The Fresh Loaf

News & Information for Amateur Bakers and Artisan Bread Enthusiasts

Just stumbled on the concept of steaming - so much more to learn!

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Newfieguy's picture
Newfieguy

Just stumbled on the concept of steaming - so much more to learn!

Looks amazing and relatively easy to do in a regular oven, bearing in mind you do not go nuts with it and blow out the light bulb but basically you steam to keep the outside of the bread moist as the inside bakes correct?  Else you will have a shell like a turtle on the outside and it be nice and done on the inside is that the premise of steaming?


I guess just opening up the oven every few minutes and squirting some spray water on the bread directly is probably not the same is it?


Cheers!


 


 

wassisname's picture
wassisname

And if your oven has a window cover the glass with a towel.  I know I'm not the only one who's heard that advice and thought, "They don't mean me!  I'll just be careful!"  And then - CRACK.  It wasn't especially expensive to replace, just a pain in the neck.

Chuck's picture
Chuck

Steaming keeps the crust from getting hard sooner, which means the loaves can expand as they bake. No "oven spring"? no steam is a likely culprit. Also, this softer thicker crust will be perceived by humans as significantly "crunchier"(!?) Steam is important for artisanal-style bread baking (maybe because of the higher temperatures?), but not for "conventional" bread baking. Steam is especially important in the first ten minutes of baking, but not much after that.


Professional bakers typically have a steaming capability built right into their ovens. But home bakers have to do some sort of trick. Older thicker un-fancy ovens are best for supporting tricks.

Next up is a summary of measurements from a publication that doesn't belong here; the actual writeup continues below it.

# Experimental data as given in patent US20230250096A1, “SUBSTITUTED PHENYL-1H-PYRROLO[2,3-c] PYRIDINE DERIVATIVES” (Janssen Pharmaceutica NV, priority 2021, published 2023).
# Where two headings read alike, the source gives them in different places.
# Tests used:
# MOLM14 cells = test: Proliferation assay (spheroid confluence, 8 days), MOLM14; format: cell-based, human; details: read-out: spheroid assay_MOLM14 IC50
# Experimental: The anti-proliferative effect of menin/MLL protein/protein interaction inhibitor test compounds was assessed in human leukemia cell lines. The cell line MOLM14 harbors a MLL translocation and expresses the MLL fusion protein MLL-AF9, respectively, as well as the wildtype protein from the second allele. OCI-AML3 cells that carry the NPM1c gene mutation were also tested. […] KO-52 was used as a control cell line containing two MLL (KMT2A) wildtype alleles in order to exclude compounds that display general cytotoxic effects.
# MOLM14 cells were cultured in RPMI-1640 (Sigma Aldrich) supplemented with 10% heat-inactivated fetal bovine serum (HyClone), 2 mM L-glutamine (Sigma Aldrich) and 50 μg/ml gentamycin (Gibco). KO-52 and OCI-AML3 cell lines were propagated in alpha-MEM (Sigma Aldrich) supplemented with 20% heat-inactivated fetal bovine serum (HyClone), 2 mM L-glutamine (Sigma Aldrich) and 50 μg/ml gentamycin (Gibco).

Use a spray/mist bottle, not one that shoots a stream. And use one that's only touched water; don't use an old Windex bottle (unless you're sure it's absolutely clean). And if it drips or sometimes fails to instantly break up into a mist, get a different one; you're risking cracking something.


At first just the simple spray bottle without even pulling out the oven racks sounds easiest  ...but that way you will wind up cracking either the lightbulb or the oven window or your baking stone sooner or later. Mist the loaves once before you put them in the oven. Then if you need to mist them a second time, pull the oven rack out a bit (but not over the window).


Another possible technique is a few ice cubes tossed on the floor of the oven at the same time you put the bread in. But if your oven metal seems real thin or if you try the ice cubes and hear "ominous thumping noises" don't do that again. Julia Child suggests getting a non-exploding(sealed?) brick or stone quite hot, then dumping it into a pan of water in the oven.


Especially be careful of fancy new ovens with electronic controls. The steam can rise into the control circuitry and condense and cause the whole oven to shut down  ...permanently. (You can find more than a few sob stories here:-) If that's what you have to work with, only try tricks that get the bread moist but without creating free-floating steam througout the whole oven.


A small thick metal container (mini cast iron baking dish? spoon rest?) on the bottom of the oven may work very well. Either fill it with water, or arrange a pan with a very small hole to drip into it. I use two pans: one with a very small drip hole and the other with no hole at all; I pour one mugful of almost-boiling water (cheers to the microwave) into each. The very small hole (which is difficult to test because water has a much much higher surface tension at reasonable temperatures than it does when almost boiling) drips into a thick metal spoonrest sitting on the bottom of my oven.